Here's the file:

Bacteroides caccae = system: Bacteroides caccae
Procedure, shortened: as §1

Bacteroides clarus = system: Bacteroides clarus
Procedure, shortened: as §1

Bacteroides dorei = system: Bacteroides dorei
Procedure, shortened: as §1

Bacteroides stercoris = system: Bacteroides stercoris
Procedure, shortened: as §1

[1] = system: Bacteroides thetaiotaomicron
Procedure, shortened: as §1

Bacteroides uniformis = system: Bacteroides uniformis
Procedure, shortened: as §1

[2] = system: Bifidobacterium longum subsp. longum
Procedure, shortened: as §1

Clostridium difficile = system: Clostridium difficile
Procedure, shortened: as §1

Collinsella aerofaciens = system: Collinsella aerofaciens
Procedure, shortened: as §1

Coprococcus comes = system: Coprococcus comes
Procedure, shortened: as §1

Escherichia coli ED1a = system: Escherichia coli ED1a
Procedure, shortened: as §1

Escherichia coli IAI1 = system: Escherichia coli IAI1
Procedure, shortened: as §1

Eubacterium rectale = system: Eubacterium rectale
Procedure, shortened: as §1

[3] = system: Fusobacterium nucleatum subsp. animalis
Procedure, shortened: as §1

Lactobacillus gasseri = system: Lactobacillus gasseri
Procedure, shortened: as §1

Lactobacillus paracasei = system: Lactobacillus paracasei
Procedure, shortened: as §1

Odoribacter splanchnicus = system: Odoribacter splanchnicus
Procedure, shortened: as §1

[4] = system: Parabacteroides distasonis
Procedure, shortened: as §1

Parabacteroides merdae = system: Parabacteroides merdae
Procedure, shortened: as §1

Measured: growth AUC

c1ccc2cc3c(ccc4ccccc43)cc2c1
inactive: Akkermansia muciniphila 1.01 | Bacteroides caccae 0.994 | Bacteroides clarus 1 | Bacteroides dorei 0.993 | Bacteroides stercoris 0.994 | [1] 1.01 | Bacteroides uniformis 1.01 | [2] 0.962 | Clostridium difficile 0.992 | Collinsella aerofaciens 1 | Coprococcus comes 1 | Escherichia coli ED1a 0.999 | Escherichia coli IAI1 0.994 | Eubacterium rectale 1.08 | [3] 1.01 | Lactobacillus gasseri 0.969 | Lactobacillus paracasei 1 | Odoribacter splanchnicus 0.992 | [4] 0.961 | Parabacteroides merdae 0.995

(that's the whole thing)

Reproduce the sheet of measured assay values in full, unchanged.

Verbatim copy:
Bacteroides caccae = system: Bacteroides caccae
Procedure, shortened: as §1

Bacteroides clarus = system: Bacteroides clarus
Procedure, shortened: as §1

Bacteroides dorei = system: Bacteroides dorei
Procedure, shortened: as §1

Bacteroides stercoris = system: Bacteroides stercoris
Procedure, shortened: as §1

[1] = system: Bacteroides thetaiotaomicron
Procedure, shortened: as §1

Bacteroides uniformis = system: Bacteroides uniformis
Procedure, shortened: as §1

[2] = system: Bifidobacterium longum subsp. longum
Procedure, shortened: as §1

Clostridium difficile = system: Clostridium difficile
Procedure, shortened: as §1

Collinsella aerofaciens = system: Collinsella aerofaciens
Procedure, shortened: as §1

Coprococcus comes = system: Coprococcus comes
Procedure, shortened: as §1

Escherichia coli ED1a = system: Escherichia coli ED1a
Procedure, shortened: as §1

Escherichia coli IAI1 = system: Escherichia coli IAI1
Procedure, shortened: as §1

Eubacterium rectale = system: Eubacterium rectale
Procedure, shortened: as §1

[3] = system: Fusobacterium nucleatum subsp. animalis
Procedure, shortened: as §1

Lactobacillus gasseri = system: Lactobacillus gasseri
Procedure, shortened: as §1

Lactobacillus paracasei = system: Lactobacillus paracasei
Procedure, shortened: as §1

Odoribacter splanchnicus = system: Odoribacter splanchnicus
Procedure, shortened: as §1

[4] = system: Parabacteroides distasonis
Procedure, shortened: as §1

Parabacteroides merdae = system: Parabacteroides merdae
Procedure, shortened: as §1

Measured: growth AUC

c1ccc2cc3c(ccc4ccccc43)cc2c1
inactive: Akkermansia muciniphila 1.01 | Bacteroides caccae 0.994 | Bacteroides clarus 1 | Bacteroides dorei 0.993 | Bacteroides stercoris 0.994 | [1] 1.01 | Bacteroides uniformis 1.01 | [2] 0.962 | Clostridium difficile 0.992 | Collinsella aerofaciens 1 | Coprococcus comes 1 | Escherichia coli ED1a 0.999 | Escherichia coli IAI1 0.994 | Eubacterium rectale 1.08 | [3] 1.01 | Lactobacillus gasseri 0.969 | Lactobacillus paracasei 1 | Odoribacter splanchnicus 0.992 | [4] 0.961 | Parabacteroides merdae 0.995